A routine drive as part of a family weekend forever changed Jen Duckett's life when an elderly motorist driving the wrong-way crashed into her compact car.
"I do have these injuries. And these are going to be lifelong injuries," Duckett said. "I'm not going to get up and walk pain-free for the rest of my life. It's always going to be there."
Wrong-way crashes are all too often in the headlines. At least 18 people have died in more than a dozen head-on collisions in Missouri and Kansas since the beginning of the year. Many times alcohol is involved.
That's not the case in Duckett's crash.
Duckett, her family and a child who is a family friend were traveling on U.S. 169 on Saturday, Oct. 8, when she saw a horrifying sight.
"I must have turned then looked back, and all of a sudden there he was," she said. "And I said, 'There's a car coming at us.'"
Her three children, her husband and the friend were hurt. But the impact crushed the side of the car where Duckett was sitting. She broke nearly every major bone in her body, and her condition was considered critical.
"I was pinned. So all I could do was turn my head," she said. "When they pulled me out of the car, I felt everything. It was so excruciating."
She was frantic with fear about the others in the vehicle.
"I was worried. I didn't get to see anyone. When I woke up, I didn't know what condition anyone was in," Duckett said.
The medication affected her memory. Nightmares began.
"That Andy didn't make it or one of the kids had died," Duckett said as she broke down in tears. "I just don't know what I'd be like if someone didn't make it. I wouldn't be this strong."
She battled serious respiratory problems and was in intensive care for weeks. The family played a compact disc of favorite songs as she drifted in and out of consciousness.
And that music helped keep her calm, as intended. She also felt her husband and children's comforting presence.
"True love. I would have done the same thing," she said. "I would be there to make sure he was comfortable, no matter what I had to do."
Friends and family who rallied to Duckett's side said she brightened lives with her positive, attitude, caring heart and giving spirit.
Duckett brought smiles with her catchy phrases like "Love your face, miss your face," and "Have a quality day," friends said.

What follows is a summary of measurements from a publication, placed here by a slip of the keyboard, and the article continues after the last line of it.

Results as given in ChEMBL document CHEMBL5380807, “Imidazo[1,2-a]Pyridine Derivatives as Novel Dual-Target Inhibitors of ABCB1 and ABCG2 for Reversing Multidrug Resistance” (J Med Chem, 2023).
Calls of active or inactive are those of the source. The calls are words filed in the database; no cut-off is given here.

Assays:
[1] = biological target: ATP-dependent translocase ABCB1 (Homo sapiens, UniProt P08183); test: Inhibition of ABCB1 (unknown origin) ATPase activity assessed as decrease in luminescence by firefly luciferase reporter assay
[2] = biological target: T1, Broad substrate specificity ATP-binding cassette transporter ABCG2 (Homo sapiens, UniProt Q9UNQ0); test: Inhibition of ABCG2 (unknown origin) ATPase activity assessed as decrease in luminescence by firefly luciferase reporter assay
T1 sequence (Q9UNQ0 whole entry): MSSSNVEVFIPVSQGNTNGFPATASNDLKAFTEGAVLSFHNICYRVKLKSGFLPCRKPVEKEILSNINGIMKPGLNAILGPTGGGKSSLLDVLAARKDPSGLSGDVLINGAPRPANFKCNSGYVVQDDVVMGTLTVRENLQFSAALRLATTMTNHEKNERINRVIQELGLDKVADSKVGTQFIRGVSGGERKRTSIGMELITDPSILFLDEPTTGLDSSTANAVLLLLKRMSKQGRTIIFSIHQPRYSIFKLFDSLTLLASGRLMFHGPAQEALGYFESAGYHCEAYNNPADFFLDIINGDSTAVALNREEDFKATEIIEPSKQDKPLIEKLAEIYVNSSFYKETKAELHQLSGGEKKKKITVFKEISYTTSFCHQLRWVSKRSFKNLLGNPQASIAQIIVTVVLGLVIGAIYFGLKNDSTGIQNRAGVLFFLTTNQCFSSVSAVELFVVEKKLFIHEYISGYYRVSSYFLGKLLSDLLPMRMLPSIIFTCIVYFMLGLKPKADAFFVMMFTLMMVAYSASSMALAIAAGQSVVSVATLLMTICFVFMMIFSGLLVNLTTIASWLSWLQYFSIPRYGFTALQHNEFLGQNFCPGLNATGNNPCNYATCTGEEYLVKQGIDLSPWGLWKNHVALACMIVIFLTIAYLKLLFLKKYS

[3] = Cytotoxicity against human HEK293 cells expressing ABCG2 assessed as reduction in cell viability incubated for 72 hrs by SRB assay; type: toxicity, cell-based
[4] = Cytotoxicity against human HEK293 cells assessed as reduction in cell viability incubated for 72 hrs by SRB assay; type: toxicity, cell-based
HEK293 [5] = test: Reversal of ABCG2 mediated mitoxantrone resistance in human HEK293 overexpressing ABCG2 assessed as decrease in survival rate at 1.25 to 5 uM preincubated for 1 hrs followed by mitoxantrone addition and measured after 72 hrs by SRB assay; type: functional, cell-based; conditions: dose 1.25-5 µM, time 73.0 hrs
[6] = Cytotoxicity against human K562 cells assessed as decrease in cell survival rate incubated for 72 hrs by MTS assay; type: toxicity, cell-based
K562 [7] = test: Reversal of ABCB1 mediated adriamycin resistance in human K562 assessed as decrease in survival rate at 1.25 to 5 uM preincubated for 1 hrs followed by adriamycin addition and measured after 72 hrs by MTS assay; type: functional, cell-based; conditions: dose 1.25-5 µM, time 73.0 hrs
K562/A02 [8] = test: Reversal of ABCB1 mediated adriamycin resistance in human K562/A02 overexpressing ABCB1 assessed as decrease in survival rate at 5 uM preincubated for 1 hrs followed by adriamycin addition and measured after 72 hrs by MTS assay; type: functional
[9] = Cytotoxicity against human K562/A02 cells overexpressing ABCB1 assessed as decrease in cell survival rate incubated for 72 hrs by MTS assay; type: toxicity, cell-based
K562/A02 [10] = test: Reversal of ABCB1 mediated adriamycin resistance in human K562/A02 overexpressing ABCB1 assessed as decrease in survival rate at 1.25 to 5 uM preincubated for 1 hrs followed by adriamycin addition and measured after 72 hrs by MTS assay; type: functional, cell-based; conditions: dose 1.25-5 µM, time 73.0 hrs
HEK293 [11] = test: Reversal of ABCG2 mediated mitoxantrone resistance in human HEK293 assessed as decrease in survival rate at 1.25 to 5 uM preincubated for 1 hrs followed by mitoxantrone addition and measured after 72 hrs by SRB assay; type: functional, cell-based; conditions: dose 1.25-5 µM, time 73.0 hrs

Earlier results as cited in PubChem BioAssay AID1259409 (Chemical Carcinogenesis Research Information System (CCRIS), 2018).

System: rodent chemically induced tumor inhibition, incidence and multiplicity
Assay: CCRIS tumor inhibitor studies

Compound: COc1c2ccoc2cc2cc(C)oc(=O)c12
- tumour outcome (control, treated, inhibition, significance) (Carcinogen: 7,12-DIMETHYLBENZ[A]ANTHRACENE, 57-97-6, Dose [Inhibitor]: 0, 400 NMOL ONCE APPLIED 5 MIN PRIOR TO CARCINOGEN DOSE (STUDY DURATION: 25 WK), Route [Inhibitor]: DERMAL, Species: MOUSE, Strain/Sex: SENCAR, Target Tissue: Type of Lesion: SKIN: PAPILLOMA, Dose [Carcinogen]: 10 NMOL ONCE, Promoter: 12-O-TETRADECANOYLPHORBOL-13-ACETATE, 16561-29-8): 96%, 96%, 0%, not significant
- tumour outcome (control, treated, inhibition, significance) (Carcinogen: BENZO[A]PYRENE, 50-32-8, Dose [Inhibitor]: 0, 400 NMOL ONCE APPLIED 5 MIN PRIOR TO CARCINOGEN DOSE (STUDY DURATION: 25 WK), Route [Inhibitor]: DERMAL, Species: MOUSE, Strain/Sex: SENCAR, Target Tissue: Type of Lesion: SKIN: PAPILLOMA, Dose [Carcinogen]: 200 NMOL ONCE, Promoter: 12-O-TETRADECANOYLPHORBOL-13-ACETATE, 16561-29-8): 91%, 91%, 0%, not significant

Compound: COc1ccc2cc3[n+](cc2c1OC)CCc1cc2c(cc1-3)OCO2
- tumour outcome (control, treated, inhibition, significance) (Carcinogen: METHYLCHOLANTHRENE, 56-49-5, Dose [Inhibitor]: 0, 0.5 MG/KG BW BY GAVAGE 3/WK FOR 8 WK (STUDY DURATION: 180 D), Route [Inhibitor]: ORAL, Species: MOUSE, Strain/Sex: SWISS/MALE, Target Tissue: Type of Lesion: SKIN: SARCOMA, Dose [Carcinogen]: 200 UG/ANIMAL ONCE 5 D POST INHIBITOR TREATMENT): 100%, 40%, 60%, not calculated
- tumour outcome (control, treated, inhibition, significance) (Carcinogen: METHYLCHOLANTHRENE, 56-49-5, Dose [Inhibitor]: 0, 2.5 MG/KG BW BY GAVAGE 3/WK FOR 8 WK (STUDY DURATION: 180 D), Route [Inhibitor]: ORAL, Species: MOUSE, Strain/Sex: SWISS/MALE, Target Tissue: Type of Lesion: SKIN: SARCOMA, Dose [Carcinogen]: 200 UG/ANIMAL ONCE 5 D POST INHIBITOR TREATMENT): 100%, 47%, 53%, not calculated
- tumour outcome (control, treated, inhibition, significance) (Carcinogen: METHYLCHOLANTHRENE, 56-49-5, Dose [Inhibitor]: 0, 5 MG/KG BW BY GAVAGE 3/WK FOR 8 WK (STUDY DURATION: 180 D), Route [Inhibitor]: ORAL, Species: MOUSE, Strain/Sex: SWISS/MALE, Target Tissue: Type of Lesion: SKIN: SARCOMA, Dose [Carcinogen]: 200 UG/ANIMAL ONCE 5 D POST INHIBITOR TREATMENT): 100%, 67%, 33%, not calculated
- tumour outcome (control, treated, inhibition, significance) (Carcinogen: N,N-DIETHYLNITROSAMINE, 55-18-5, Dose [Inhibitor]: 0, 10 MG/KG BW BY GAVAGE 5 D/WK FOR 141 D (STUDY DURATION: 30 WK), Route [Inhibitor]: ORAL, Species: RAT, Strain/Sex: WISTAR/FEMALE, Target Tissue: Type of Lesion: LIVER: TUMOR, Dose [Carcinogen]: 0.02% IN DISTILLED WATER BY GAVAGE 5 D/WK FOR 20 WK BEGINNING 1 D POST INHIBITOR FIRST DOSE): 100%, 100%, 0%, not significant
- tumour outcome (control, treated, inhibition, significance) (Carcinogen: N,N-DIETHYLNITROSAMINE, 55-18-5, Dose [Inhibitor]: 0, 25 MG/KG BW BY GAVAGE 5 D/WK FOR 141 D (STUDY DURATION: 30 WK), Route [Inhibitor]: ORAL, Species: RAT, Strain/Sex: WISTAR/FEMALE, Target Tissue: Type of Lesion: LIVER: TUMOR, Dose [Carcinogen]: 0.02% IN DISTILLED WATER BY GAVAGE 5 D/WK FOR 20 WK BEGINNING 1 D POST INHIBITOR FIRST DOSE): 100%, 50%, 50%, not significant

After she was discharged from the hospital, Duckett was transferred to a rehabilitation center where she faced months of recovery.
She battled loneliness and sagging spirits as she battled to push through a long, difficult road to recovery.
She underwent half a dozen surgeries and still has two more to go.
One of the best days came when she was released from the rehab center and came home.
"My first shower," she said remembering the simple joys. "The normal things you do everyday that can be taken away from you."
After a deadly wrong-way crash in which the driver was reportedly drunk, Duckett posted on KCTV5's website. She said that crash brought back memories of hers.
"This is so upsetting! I'm a survivor of a "wrong-way," head-on collision and it's been a very rough 6 months of recovery with a long way to go still. I'm fortunate to be alive and be able to recover almost completely," she wrote. "My family was in the car that day and thankfully, I was the only one in critical condition."
Duckett is involved in litigation with the 80-year-old man's insurance company. Her medical bills have reached into the hundreds of thousands of dollars, and the man's insurance company has yet to pay.
She said the crash did not have to happen, and she said other motorists should use her unfortunate crash as a reminder to do what's right, no matter how hard it is.
"People need to stick to their guns. It's hard if it is your parent, brother, sister to take away the keys," she said. "But accidents have happened a lot. You just have to stick to your guns."
As Duckett continues to recover, she is looking forward. Her boss is holding her job for her to return to once she's back on her feet.
"I'm not angry," she said. "I have no reason to be. I'm here. My kids are here. It would be a different story if there was a place missing at the table."
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